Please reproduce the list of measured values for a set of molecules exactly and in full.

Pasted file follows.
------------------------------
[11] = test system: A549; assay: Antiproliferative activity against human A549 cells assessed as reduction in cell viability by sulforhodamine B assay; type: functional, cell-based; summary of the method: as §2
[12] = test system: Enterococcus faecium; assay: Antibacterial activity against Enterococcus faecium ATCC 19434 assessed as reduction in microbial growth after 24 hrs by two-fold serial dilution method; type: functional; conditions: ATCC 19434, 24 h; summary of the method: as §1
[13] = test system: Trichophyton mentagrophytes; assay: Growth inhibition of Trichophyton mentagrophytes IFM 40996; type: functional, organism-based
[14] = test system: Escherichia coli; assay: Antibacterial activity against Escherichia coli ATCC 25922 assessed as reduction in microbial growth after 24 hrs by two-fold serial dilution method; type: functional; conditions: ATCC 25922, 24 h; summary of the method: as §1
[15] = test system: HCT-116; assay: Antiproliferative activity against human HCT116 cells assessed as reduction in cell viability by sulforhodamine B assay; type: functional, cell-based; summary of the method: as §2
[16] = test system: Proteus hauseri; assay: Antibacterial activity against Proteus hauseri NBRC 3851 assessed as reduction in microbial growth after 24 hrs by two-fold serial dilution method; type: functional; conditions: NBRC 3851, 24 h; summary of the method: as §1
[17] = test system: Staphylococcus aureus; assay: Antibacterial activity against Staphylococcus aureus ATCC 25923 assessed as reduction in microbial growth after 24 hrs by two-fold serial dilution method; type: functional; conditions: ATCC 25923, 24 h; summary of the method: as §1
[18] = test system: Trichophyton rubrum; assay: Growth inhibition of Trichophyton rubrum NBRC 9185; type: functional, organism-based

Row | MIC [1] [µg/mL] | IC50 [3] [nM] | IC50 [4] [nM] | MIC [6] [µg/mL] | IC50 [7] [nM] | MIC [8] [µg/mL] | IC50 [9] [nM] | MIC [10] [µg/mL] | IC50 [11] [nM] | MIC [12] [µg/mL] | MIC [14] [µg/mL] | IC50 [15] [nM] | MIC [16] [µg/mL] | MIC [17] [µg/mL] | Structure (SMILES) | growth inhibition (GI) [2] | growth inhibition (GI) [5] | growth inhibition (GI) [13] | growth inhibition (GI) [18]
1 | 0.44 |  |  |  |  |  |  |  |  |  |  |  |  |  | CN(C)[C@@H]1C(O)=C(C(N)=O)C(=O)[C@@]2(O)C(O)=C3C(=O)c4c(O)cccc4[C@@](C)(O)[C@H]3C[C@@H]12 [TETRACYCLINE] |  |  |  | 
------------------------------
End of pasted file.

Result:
[11] = test system: A549; assay: Antiproliferative activity against human A549 cells assessed as reduction in cell viability by sulforhodamine B assay; type: functional, cell-based; summary of the method: as §2
[12] = test system: Enterococcus faecium; assay: Antibacterial activity against Enterococcus faecium ATCC 19434 assessed as reduction in microbial growth after 24 hrs by two-fold serial dilution method; type: functional; conditions: ATCC 19434, 24 h; summary of the method: as §1
[13] = test system: Trichophyton mentagrophytes; assay: Growth inhibition of Trichophyton mentagrophytes IFM 40996; type: functional, organism-based
[14] = test system: Escherichia coli; assay: Antibacterial activity against Escherichia coli ATCC 25922 assessed as reduction in microbial growth after 24 hrs by two-fold serial dilution method; type: functional; conditions: ATCC 25922, 24 h; summary of the method: as §1
[15] = test system: HCT-116; assay: Antiproliferative activity against human HCT116 cells assessed as reduction in cell viability by sulforhodamine B assay; type: functional, cell-based; summary of the method: as §2
[16] = test system: Proteus hauseri; assay: Antibacterial activity against Proteus hauseri NBRC 3851 assessed as reduction in microbial growth after 24 hrs by two-fold serial dilution method; type: functional; conditions: NBRC 3851, 24 h; summary of the method: as §1
[17] = test system: Staphylococcus aureus; assay: Antibacterial activity against Staphylococcus aureus ATCC 25923 assessed as reduction in microbial growth after 24 hrs by two-fold serial dilution method; type: functional; conditions: ATCC 25923, 24 h; summary of the method: as §1
[18] = test system: Trichophyton rubrum; assay: Growth inhibition of Trichophyton rubrum NBRC 9185; type: functional, organism-based

Row | MIC [1] [µg/mL] | IC50 [3] [nM] | IC50 [4] [nM] | MIC [6] [µg/mL] | IC50 [7] [nM] | MIC [8] [µg/mL] | IC50 [9] [nM] | MIC [10] [µg/mL] | IC50 [11] [nM] | MIC [12] [µg/mL] | MIC [14] [µg/mL] | IC50 [15] [nM] | MIC [16] [µg/mL] | MIC [17] [µg/mL] | Structure (SMILES) | growth inhibition (GI) [2] | growth inhibition (GI) [5] | growth inhibition (GI) [13] | growth inhibition (GI) [18]
1 | 0.44 |  |  |  |  |  |  |  |  |  |  |  |  |  | CN(C)[C@@H]1C(O)=C(C(N)=O)C(=O)[C@@]2(O)C(O)=C3C(=O)c4c(O)cccc4[C@@](C)(O)[C@H]3C[C@@H]12 [TETRACYCLINE] |  |  |  | 